However, simply getting councils to scan is only part of the battle in getting cats and dogs home when collected by councils. Yes, dogs are treated exactly the same as cats when collected by local councils. We surveyed all councils around the UK to get a clear understanding of what was happening out there, beyond general scanning. Although councils now have procedures in place, there are many other factors which need to be working well to make sure pets go home. When we say a procedure, this comes in many different forms. Some councils scan/store on site, others use local vets or pet crematoriums. Some have external contractors or even have arrangements with local rescues who will go on site to scan/return bodies.

There are also issues in the areas of collection, storage, equipment usage, recording, notifying and staff awareness.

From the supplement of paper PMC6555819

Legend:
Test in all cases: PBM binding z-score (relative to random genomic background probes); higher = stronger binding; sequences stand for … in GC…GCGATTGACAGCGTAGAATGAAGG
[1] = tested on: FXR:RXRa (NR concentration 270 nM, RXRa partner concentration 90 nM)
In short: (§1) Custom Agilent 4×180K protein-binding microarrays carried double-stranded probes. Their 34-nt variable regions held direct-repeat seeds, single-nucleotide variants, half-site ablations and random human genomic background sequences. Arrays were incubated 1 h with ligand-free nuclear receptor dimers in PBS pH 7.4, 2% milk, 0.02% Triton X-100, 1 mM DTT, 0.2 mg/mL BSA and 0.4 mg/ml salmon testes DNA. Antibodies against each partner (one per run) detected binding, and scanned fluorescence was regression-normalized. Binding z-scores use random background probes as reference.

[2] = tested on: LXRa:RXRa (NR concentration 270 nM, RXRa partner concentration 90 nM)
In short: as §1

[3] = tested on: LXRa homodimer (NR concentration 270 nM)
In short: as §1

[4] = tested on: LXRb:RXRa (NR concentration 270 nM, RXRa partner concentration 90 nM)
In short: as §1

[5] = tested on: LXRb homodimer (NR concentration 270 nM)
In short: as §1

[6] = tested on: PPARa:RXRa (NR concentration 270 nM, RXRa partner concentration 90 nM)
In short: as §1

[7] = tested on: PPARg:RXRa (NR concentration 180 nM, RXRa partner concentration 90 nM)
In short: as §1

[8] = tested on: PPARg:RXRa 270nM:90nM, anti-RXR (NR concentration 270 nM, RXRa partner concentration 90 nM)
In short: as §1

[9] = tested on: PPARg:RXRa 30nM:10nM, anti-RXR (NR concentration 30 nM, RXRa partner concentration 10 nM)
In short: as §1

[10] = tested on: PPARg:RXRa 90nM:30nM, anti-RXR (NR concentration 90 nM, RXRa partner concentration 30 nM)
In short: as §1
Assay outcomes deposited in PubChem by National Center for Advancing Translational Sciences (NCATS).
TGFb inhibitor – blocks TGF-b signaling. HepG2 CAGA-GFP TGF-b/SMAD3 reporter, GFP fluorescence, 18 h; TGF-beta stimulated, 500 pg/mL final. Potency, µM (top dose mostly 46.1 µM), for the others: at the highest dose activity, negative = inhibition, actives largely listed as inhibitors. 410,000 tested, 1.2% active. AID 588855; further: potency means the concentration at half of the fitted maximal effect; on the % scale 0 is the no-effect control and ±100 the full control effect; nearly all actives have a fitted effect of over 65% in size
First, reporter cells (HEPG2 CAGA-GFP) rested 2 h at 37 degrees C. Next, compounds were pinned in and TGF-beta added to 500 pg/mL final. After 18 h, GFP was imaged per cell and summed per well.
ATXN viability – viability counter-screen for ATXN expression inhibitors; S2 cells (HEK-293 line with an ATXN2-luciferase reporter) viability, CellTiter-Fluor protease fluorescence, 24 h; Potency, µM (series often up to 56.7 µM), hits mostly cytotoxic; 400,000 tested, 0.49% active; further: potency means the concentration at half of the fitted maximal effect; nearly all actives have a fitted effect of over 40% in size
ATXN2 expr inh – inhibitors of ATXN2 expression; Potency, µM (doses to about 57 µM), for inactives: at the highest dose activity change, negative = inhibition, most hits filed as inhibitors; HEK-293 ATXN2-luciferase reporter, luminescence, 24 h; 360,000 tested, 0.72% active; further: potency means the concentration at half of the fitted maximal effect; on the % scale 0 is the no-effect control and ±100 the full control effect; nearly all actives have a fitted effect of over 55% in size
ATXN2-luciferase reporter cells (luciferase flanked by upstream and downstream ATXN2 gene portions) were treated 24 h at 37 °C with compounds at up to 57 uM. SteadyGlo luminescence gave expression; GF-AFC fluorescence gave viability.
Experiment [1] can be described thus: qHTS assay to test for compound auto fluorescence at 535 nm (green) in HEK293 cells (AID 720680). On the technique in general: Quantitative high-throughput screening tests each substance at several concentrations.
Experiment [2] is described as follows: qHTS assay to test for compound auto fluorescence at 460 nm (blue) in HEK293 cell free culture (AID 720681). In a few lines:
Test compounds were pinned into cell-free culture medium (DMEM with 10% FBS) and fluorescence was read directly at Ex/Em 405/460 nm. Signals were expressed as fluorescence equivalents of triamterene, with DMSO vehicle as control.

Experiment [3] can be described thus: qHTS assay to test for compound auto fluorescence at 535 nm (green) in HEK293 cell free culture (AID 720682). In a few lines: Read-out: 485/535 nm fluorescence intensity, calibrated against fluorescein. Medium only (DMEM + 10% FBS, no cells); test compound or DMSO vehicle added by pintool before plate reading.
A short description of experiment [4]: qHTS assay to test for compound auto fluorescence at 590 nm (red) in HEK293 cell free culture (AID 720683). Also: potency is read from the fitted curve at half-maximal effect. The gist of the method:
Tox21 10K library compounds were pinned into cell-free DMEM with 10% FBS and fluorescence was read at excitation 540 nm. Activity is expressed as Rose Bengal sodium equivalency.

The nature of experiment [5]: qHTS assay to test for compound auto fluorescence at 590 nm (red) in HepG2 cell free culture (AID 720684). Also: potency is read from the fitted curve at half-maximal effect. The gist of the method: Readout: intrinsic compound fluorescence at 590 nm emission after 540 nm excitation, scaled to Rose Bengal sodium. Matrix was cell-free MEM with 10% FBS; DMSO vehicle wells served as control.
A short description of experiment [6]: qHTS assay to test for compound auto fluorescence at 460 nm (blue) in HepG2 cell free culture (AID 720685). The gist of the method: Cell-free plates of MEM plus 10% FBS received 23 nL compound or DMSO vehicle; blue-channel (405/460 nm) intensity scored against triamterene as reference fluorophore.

We continuously work with councils to encourage the very best policy possible, from continuous advice, making arrangements for external scanners to go in to the depots to scan, to the donation of the scanning and storage facilities themselves.

It is not uncommon for councils to approach us and ask questions around the scanning and storage procedure. We have never gone public with names or details due to wanting to keep that trust they have with us, so this work goes on in the shadows. This trust was especially beneficial when it was repaid during DEFRAs research into the upcoming microchip legislation when some councils entrusted us with sensitive data to use in the research to help boost the case for microchipping and scanning. Believe it or not, some councils stand firmly behind us and want a law change too.

Many councils do want to have an effective system in place, but they simply don't know where to go for advice for this as there is currently no official guidance. Having spoke to DEFRA about this, it was agreed that our best practice guide would be worked on to become official government guidance for councils. While this is being worked on alongside the upcoming microchip legislation, we have decided to take action in the mean time and send our best practice guide to ALL local authorities in England, Scotland, Wales and Northern Ireland. This process is currently underway with already some promising results back.